So why am I sharing this list? Because it tells you a lot about my tug-o-war between being a loving mother and an independent woman and why I am struggling with being both.


I really think it is true what I hear over and over again that the expectations of women and mothers in modern days are overwhelming. A lot of us work full time jobs and are still the CEO, COO and HR departments of our own household. Those are some heavy titles that come with responsibilities and expectations. Most expectations set by ourselves to be fair, but still. So I am by nature and nurture very strong minded and independent. I have always been celebrated when I have followed my dreams, set high goals and have been shown love by the freedom, trust and encouragement I have been given by my parents. So to point number 1 and 2 on my list, I was raised with a lot of freedom and space to make my own decisions. Being an only child I didn’t have to take anyone else into consideration. Living like that for most of my life it is not strange that I long for freedom every so often. But my belief is that by allowing myself to continue to long for this freedom (and also act on it by taking time for myself and my projects) I can hopefully set the example for my children and encourage them to also become independent dreamers.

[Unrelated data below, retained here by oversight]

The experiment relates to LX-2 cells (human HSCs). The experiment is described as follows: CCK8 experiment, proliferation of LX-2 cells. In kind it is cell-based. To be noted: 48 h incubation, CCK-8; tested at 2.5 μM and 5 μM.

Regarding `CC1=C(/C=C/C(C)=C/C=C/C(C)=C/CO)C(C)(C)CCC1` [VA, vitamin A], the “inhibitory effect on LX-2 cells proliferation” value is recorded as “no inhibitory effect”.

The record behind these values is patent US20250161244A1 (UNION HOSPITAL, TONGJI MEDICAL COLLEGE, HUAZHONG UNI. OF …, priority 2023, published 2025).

The last point on my list is something I struggle with quite a lot. My husband is the loving and caring parent who used words of affirmation as well as physical touch, such as a hug, to show love. I on the other hand use acts of service as my love language which can be a lot harder for a child (or adults for that matter) to understand. But if I can treat my children with the same respect and admiration as my parents have with me, I am convinced that they will know they are loved and worthy of love. Hopefully they will know that I show my love for them by being there for them and believing in them, always. Because if I start saying “I love you” more than I am, it would not truly be me. And I think that is the point I am trying to make. You are exactly the type of mother you are supposed to be. Because if you are you, you will teach your children that they should also be themselves.


So expectations vs reality. Hit or miss? I think a combination. I am tired all.the.time and I have very little time to take a break and breath and reset. I still don’t like babies but I do love my children. I might not be thriving at the moment, but I am trying to enjoy the little things and remember that the days are long but the years are short when you have kids. I will still long for our life before kids every now and then and that does not mean I love them any less. It just means that I know that I am a person who has needs and dreams outside of motherhood. And that is normal. That is healthy. So off I go now to daydreaming about 3 full episodes of a show in a row, a glass of wine in my hand and 8h of sleep in one stretch ahead of me. First I am just gonna scroll through my phone to look at 1,000 pictures of my kids <3


12-2017 Sophie at Red Rocks for Printing